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imperial city the census was taken by the censors in person. In the provinces the citizens made their declarations before the provincial magistrates, according to a form or schedule transmitted to the latter by the censors. All these lists being returned to Rome were reduced to a tabular form, so that the total number of Roman citizens, and the slaves and other property possessed by each, could be ascertained at a single glance. These records were preserved in the Temple of Venus Libitina; but none of them have been preserved to us in detail.

It will be discerned by the thoughtful reader that such exact details were prob. required for other purposes than a mere estimation of the number of the pop. It was so. The returns, obtained as described, were required and used for the fiscal purposes of the State; while they also had a distinct value in relation to military organization. Those who desire more details regarding the mode of taking and the purposes of the censuses of both Greece and Rome may, with advantage, consult Smith's Dict. of Greek and Roman Antiquities.

In the first instance the Roman census was taken every 5 years. After a time a good deal of indifference arose regarding it; hence it came to be taken only once in 10 years; and later, but once in 15 years. It is said, upon apparently good authority, that only 75 enumerations were made in the 630 years from Servius to Vespasian; after which it was entirely discontinued. Originally, after the census was taken in Rome, a sacrifice of purification or lustration took place. From this the term of 5 years came to be called a lustrum. The two great jurists, Paulus and Ulpian, each wrote works on the census in the imperial period.

It is stated that the Paternal Government of Peru has from a very early date kept a regis. of all births and deaths throughout the country, and has caused exact returns of the pop. to be made every year by officers appointed by the State.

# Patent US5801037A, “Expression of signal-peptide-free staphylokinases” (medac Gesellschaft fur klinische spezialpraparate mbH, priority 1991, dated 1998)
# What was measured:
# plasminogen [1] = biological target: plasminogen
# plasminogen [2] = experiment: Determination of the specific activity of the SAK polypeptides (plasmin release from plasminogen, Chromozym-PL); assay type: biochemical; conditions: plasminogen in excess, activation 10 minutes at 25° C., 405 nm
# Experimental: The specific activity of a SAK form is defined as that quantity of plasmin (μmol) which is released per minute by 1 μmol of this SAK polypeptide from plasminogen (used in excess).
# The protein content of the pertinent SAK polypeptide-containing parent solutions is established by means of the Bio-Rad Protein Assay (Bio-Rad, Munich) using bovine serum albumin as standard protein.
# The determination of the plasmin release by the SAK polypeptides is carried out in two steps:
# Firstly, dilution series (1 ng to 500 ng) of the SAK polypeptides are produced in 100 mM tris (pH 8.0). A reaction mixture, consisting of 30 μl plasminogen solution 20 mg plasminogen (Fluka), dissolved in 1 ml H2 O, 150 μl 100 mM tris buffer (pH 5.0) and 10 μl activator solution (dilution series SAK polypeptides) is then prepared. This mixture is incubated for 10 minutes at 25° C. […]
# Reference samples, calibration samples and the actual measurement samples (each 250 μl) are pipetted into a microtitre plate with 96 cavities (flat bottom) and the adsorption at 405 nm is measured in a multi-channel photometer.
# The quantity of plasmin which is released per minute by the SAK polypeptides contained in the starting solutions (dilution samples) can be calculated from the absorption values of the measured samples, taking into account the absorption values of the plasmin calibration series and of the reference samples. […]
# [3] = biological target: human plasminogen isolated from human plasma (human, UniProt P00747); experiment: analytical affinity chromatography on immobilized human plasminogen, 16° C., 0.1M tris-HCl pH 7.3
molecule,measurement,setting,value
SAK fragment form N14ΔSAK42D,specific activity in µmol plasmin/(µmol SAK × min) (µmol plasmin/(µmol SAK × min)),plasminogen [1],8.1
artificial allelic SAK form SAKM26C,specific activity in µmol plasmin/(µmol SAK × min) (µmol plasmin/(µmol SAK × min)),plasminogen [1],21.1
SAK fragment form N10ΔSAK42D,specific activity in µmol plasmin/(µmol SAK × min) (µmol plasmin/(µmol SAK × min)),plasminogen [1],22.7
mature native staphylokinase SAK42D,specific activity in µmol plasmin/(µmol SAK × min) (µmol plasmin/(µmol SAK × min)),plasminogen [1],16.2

One of the earliest methods employed with a view to numbering the people in Gt. Brit. was to enumerate the Houses, and then to multiply the houses by the number of people supposed to be occupying them. This method has been frequently resorted to, both here and in Ireland. Another aid was called in. In 1662 the Hearth or Chimney Tax was first imposed. The returns of this tax were supposed to elucidate the number of Families. After the Revolution of 1689, when the taxing of fireplaces was abolished, the computers fell back upon the returns of House and Window Duties. The Poll Tax had been levied on too small a portion of the pop. to be of much value for such estimates. It has been frequently shown that none of these methods could be at all depended upon. The books containing the account of hearth money were long since lost, and it is by no means certain whether Dr. Davenant, in stating the number of houses in England and Wales in 1690, as given in the Hearth Books, really meant the buildings in which families lived, or the families themselves. The returns of the House and Window duties were still less worthy of credit. The collectors were only required to make out and return to the Commissioners of Assessed Taxes, lists of houses within their respective collections chargeable with the duties in question. All cottages exempted from the usual taxes to church and poor were also exempted from the house and window duties; and there was no obligation on the officers to return an account of their numbers. The earlier returns of assessed taxes have never been regarded as very accurate. All these points are necessary to be considered in dealing with the various estimates made in the absence of the authority and the means for an exact enumeration.